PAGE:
Reading the Bible: Part 2 – Reading to Learn and Understand

Although I hadn’t planned the last post on Bible reading plans to be part of a series, I woke up with an idea for a follow-on post. I believe those ideas that come during sleep are from the Holy Spirit so here’s the post.

The collect (collective prayer) for the Second Sunday in Advent (which is this coming Sunday) from the 1928 Book of Common Prayer is one of my favorites:

BLESSED Lord, who hast caused all holy Scriptures to be written for our learning; Grant that we may in such wise hear them, read, mark, learn, and inwardly digest them, that by patience and comfort of thy holy Word, we may embrace, and ever hold fast, the blessed hope of everlasting life, which thou hast given us in our Saviour Jesus Christ. Amen.

The first step in developing a regular habit of Bible reading is to choose a plan. I pointed out a number of different plans in the previous post. If you’re new to Bible reading, you may want to start with a plan to read a verse or a short passage each day or to follow a reading plan for a short period of time. You can grow into longer readings or a more ambitious plan. In addition to the plans mentioned in the last post, you can find a Bible reading plan and extensive free Bible study resources at, which I learned about through a comment on the last post. YouVersion, a fairly new site that I also learned about through a comment, offers community and collaboration features for Bible study.

The second step is to “hear …, read, mark, learn, and inwardly digest them.” Just going through the motions of reading the words isn’t enough. The prayer above describes what we need to do:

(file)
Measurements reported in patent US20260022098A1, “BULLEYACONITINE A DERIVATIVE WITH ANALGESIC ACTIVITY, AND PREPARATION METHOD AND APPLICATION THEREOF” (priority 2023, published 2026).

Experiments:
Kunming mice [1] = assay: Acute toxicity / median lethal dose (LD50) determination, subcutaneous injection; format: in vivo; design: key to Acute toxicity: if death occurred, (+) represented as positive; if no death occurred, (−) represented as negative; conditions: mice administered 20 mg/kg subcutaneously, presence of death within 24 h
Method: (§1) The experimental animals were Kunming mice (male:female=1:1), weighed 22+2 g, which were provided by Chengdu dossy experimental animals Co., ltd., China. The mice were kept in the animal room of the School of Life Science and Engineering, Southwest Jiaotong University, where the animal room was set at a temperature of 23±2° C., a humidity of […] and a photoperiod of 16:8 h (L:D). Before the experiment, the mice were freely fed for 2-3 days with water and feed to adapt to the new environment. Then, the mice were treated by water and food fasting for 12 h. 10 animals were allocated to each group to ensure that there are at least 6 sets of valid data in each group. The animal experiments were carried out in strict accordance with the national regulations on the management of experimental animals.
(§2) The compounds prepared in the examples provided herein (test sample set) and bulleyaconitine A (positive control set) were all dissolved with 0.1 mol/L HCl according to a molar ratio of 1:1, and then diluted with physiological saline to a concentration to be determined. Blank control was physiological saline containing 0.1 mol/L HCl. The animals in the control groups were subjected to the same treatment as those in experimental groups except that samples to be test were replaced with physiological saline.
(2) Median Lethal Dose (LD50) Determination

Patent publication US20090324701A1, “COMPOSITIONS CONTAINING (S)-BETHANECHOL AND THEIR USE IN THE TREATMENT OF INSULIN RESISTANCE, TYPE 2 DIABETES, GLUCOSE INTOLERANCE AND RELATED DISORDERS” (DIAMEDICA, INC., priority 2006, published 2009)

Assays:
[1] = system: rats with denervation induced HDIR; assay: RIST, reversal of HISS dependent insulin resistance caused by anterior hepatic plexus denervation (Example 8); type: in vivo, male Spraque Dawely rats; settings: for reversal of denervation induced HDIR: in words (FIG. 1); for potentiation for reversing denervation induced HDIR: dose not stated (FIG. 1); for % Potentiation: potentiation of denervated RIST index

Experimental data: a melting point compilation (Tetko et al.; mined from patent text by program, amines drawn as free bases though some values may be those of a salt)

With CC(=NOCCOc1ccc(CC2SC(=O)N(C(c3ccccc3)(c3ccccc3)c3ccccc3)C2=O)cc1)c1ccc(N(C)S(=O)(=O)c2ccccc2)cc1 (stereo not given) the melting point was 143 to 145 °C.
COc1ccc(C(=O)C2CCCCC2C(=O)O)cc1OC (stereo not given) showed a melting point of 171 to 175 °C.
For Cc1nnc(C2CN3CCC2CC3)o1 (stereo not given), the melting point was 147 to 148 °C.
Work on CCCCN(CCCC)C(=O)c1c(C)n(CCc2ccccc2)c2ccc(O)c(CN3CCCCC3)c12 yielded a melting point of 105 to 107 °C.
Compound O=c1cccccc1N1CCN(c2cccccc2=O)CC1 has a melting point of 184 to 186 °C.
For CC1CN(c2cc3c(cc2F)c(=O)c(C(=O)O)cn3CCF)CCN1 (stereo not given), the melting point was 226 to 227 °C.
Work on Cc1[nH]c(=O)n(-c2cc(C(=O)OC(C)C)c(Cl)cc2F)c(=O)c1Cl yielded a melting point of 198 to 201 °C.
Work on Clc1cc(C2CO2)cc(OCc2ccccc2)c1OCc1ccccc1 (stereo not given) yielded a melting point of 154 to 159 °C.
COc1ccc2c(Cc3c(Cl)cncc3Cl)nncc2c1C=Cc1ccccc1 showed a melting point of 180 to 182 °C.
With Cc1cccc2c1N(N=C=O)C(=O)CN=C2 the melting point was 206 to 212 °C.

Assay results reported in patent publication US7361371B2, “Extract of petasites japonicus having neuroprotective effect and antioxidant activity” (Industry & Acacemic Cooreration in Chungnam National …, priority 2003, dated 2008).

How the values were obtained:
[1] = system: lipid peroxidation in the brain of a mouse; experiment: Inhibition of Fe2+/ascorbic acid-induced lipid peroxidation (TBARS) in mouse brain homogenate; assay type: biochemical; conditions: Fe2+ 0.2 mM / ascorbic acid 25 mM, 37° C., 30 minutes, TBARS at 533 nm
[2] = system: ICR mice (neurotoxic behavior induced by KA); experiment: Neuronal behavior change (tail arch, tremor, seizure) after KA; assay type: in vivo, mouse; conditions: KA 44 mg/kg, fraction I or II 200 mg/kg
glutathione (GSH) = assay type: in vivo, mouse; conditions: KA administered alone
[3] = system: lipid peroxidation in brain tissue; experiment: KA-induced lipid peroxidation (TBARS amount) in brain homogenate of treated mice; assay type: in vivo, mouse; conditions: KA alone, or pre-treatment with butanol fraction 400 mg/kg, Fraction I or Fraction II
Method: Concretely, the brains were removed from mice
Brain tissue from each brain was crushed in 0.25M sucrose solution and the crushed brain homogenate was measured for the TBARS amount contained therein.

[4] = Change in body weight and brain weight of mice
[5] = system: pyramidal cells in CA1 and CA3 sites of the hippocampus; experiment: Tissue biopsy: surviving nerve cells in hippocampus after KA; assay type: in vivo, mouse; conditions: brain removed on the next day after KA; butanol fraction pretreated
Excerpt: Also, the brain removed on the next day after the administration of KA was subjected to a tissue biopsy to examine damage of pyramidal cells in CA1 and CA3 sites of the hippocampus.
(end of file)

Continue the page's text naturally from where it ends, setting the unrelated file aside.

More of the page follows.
1. Hear: Sometimes we absorb the words better if we hear them audibly than if we just read them in print. You can hear the Word read in audio Bibles online.
  2. Read: As helpful as it can be to hear the Word, you have to make the effort to read for yourself as well. Early Christians didn’t have Bibles to read, and even today Christians in many parts of the world don’t own Bibles. We often take the Bible for granted and don’t realize what a blessing it is to be able to own the Bible and to read it ourselves rather than depending on someone else to tell us what it says.
  3. Mark: When we’re trying to understand and learn anything, highlighting text and making notes helps us to understand what we’re reading and to remember important points. You can make notes and highlights if you register as a user at as well as in your print Bible.
  4. Learn: Use the Bible study tools I’ve listed to gain insights, learn, and understand. The JesusWalk Bible Study Series includes several questions in each lesson to lead students to a deeper understanding of the Scripture. I find it helpful to write the questions and answers in a journal. Even if you’re reading on your own, you can keep a journal to write how the passage affected you and what it means to you. Memorizing verses is also a good way to learn.
  5. Inwardly digest: I love this phrase. When we digest our food, it nourishes our body to keep us physically healthy. When we digest God’s Word, it nourishes our soul to keep us spiritually healthy. I want God’s Word to be a part of me.

I hope these suggestions inspire you to study the Bible to make God’s Word part of you.

Share this!